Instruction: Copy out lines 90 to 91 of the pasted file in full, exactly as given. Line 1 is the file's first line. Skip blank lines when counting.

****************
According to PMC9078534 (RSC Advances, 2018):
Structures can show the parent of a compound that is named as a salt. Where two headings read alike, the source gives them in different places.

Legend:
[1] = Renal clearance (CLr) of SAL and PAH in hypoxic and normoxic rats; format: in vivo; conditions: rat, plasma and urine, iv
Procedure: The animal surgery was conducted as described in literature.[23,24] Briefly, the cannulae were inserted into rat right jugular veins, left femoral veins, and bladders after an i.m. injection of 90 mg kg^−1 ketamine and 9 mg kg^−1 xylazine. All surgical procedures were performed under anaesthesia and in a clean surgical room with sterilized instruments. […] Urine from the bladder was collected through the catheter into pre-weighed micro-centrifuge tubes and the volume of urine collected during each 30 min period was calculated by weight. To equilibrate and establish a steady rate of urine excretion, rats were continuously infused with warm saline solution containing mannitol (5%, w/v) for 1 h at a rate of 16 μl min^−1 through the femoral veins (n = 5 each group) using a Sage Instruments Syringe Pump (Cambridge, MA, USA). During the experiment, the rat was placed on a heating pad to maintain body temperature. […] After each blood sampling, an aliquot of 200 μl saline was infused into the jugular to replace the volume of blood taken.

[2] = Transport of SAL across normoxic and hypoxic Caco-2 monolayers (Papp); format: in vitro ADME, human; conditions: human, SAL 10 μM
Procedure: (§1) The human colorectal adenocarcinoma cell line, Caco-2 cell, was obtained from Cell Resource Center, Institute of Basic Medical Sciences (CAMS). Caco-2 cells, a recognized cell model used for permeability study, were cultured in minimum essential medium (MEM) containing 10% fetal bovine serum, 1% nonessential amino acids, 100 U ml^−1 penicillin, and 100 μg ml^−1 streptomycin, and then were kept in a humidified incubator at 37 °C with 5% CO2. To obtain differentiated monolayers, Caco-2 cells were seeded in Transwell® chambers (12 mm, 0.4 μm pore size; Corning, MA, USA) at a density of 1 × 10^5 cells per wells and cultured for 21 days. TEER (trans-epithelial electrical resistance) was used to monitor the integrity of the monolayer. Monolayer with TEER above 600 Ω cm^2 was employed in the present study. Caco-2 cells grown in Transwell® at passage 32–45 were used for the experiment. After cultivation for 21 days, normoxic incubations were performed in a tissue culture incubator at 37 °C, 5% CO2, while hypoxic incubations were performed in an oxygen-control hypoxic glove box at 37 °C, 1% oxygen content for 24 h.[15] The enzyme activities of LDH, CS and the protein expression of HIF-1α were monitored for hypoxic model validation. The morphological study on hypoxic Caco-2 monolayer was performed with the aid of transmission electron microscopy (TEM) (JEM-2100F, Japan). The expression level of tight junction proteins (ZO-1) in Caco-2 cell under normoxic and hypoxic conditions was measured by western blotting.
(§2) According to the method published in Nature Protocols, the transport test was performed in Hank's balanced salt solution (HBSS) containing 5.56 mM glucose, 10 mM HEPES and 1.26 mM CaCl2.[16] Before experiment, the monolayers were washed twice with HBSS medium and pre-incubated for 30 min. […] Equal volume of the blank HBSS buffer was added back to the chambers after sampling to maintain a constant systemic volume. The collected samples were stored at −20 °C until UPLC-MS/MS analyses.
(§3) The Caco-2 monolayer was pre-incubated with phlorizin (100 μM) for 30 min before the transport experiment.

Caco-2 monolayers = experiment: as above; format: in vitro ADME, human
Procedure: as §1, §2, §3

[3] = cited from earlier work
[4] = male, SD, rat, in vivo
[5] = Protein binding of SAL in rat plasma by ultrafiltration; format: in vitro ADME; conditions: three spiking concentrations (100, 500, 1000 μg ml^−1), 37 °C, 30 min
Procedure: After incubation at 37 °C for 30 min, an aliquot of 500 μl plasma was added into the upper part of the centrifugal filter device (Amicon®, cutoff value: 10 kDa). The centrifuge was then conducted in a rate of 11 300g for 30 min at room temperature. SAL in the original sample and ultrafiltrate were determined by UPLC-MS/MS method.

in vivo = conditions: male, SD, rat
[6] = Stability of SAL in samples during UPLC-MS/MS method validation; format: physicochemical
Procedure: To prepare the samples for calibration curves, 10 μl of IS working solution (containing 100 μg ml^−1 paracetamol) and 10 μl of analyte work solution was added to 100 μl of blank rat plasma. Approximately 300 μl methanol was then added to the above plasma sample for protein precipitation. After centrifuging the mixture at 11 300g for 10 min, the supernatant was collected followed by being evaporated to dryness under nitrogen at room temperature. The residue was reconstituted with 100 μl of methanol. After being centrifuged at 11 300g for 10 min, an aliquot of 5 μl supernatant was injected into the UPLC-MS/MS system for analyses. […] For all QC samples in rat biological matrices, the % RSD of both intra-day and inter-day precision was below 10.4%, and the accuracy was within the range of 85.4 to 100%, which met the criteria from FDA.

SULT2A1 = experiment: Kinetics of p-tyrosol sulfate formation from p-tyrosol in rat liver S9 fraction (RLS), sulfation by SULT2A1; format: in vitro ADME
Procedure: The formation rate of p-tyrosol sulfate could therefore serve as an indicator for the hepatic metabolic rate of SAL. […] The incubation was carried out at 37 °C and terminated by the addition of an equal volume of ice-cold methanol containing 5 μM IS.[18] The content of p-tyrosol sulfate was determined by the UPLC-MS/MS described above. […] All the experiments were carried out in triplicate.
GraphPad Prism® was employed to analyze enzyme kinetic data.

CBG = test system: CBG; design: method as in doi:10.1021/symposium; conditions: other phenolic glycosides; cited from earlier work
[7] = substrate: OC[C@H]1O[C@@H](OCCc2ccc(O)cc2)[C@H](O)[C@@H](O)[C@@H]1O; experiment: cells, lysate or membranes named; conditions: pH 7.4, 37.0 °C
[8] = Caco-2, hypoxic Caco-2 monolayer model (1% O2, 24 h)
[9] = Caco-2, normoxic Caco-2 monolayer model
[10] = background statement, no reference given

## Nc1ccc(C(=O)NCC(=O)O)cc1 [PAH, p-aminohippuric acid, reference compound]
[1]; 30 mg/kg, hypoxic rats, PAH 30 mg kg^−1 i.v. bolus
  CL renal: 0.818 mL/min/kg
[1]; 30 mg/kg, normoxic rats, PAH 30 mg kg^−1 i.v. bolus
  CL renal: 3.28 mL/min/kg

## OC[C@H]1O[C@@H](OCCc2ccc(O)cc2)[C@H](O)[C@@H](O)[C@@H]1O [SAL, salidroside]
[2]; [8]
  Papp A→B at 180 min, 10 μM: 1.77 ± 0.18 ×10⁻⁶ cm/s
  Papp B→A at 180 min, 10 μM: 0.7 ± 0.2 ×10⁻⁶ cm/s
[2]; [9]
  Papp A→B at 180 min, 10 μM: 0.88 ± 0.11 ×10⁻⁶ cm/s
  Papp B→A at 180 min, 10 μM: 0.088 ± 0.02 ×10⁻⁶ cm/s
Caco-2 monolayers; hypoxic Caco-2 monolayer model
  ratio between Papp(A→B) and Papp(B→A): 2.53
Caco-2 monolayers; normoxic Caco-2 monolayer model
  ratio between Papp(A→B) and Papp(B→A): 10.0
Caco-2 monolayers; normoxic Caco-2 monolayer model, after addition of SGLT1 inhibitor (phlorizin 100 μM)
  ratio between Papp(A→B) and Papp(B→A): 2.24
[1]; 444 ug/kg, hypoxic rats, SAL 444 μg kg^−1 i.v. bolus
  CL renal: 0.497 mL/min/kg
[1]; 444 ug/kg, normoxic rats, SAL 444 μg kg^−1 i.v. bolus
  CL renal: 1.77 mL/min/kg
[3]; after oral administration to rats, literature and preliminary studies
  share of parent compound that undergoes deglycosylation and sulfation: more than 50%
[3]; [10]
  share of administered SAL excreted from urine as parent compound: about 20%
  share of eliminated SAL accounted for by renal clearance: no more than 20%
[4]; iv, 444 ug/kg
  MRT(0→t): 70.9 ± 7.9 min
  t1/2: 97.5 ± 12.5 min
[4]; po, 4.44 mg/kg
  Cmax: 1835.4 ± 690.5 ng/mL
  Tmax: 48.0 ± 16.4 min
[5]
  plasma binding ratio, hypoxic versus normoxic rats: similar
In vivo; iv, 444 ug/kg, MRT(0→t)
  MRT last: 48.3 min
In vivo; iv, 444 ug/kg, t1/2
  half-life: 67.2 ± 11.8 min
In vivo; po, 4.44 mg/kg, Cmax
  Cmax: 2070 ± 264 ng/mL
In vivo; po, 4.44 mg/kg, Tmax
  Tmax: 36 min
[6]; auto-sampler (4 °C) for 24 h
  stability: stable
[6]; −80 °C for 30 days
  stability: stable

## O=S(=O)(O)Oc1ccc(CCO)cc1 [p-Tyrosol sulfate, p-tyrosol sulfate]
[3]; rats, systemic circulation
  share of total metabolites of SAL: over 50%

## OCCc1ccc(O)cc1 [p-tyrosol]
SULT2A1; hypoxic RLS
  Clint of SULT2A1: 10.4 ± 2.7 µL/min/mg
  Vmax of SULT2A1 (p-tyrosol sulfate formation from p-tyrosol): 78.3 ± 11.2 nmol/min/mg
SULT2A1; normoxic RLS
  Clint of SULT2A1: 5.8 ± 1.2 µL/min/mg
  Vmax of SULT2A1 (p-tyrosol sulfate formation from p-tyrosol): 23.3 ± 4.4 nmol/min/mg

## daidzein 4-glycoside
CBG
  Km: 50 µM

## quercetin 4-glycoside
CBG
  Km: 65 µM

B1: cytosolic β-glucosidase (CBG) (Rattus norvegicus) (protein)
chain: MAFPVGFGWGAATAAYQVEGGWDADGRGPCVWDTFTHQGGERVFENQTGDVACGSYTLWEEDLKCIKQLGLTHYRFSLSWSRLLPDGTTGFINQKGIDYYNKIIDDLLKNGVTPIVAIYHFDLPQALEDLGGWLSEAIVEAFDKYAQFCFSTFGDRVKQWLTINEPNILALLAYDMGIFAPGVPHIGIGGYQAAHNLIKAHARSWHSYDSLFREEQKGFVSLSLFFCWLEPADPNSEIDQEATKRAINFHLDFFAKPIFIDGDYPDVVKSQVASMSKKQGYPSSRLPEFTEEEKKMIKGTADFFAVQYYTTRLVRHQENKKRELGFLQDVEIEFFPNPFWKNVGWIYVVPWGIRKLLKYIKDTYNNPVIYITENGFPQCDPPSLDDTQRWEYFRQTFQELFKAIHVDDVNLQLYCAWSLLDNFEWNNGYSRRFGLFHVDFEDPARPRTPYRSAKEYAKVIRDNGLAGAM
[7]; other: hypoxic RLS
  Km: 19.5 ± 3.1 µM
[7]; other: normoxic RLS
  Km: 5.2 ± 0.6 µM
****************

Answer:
B1: cytosolic β-glucosidase (CBG) (Rattus norvegicus) (protein)
chain: MAFPVGFGWGAATAAYQVEGGWDADGRGPCVWDTFTHQGGERVFENQTGDVACGSYTLWEEDLKCIKQLGLTHYRFSLSWSRLLPDGTTGFINQKGIDYYNKIIDDLLKNGVTPIVAIYHFDLPQALEDLGGWLSEAIVEAFDKYAQFCFSTFGDRVKQWLTINEPNILALLAYDMGIFAPGVPHIGIGGYQAAHNLIKAHARSWHSYDSLFREEQKGFVSLSLFFCWLEPADPNSEIDQEATKRAINFHLDFFAKPIFIDGDYPDVVKSQVASMSKKQGYPSSRLPEFTEEEKKMIKGTADFFAVQYYTTRLVRHQENKKRELGFLQDVEIEFFPNPFWKNVGWIYVVPWGIRKLLKYIKDTYNNPVIYITENGFPQCDPPSLDDTQRWEYFRQTFQELFKAIHVDDVNLQLYCAWSLLDNFEWNNGYSRRFGLFHVDFEDPARPRTPYRSAKEYAKVIRDNGLAGAM